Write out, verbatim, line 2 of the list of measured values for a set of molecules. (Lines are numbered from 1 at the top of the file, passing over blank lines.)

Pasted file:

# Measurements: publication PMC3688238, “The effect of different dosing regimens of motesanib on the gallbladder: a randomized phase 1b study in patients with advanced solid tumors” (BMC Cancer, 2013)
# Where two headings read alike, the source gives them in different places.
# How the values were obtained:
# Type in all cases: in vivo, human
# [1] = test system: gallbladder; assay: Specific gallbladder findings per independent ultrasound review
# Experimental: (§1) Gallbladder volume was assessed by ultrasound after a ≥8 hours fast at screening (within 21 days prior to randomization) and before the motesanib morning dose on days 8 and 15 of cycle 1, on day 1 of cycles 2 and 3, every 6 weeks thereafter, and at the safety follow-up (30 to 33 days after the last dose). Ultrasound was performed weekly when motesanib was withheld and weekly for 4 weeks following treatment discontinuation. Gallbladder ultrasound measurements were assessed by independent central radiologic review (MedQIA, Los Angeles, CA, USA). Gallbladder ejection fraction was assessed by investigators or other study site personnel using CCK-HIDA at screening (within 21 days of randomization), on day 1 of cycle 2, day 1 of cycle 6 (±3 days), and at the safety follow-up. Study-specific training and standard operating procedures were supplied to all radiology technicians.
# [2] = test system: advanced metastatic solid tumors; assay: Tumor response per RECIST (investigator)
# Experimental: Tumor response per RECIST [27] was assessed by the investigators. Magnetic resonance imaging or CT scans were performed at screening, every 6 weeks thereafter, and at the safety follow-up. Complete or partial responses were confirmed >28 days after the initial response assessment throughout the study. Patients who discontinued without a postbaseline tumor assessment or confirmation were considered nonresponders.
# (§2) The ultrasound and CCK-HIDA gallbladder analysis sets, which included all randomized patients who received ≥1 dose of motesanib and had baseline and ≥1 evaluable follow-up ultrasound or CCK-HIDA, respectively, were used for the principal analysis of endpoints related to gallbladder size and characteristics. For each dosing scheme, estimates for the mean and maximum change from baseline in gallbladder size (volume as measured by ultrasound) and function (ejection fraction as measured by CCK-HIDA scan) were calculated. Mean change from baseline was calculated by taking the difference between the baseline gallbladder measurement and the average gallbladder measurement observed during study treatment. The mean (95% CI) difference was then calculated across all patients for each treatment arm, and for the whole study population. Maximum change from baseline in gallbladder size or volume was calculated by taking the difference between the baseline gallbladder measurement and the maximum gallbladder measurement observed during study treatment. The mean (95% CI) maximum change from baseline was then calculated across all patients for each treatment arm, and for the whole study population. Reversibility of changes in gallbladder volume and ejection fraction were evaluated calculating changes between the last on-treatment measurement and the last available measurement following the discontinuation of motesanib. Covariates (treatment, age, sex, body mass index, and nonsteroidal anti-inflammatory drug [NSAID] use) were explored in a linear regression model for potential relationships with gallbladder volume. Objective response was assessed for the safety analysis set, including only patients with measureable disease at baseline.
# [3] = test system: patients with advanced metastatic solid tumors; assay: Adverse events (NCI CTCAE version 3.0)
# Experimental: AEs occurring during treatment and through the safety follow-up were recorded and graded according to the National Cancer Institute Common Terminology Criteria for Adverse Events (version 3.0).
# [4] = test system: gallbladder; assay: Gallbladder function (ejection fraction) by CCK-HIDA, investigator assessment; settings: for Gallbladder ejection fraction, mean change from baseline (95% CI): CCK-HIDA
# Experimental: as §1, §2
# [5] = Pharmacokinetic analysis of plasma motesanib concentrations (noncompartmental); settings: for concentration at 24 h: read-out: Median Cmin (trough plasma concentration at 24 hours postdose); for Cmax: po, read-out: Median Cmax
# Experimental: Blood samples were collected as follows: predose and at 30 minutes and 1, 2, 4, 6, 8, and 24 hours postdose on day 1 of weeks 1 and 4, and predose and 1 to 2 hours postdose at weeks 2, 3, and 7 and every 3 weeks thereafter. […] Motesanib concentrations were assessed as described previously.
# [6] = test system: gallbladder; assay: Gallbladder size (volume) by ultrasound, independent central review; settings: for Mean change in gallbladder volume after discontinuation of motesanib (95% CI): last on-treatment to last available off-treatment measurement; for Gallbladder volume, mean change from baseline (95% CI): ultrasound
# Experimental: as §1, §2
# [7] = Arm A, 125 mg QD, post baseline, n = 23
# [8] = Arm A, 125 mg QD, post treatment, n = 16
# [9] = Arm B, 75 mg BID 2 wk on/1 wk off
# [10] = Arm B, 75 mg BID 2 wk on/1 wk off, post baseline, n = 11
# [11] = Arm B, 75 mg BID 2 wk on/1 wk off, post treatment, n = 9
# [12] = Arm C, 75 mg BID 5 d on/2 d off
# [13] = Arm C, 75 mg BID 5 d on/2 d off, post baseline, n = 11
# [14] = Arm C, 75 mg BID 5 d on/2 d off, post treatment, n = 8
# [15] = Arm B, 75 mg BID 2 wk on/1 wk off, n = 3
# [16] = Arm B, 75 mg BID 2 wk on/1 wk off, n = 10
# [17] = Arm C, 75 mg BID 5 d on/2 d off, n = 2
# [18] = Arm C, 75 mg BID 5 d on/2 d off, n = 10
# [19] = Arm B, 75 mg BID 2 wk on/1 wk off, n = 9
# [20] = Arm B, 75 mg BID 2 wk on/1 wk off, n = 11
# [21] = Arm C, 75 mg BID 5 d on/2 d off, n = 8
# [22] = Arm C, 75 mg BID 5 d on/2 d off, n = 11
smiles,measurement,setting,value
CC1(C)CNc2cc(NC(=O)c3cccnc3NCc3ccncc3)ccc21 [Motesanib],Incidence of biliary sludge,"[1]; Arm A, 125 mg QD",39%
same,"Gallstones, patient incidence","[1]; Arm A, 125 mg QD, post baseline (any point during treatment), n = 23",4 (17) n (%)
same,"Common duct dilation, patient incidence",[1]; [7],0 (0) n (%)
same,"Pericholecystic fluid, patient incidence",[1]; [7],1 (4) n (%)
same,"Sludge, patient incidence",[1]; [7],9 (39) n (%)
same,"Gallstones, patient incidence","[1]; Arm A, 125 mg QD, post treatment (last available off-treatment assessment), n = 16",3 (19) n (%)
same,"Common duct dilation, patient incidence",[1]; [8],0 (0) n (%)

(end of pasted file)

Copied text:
# Where two headings read alike, the source gives them in different places.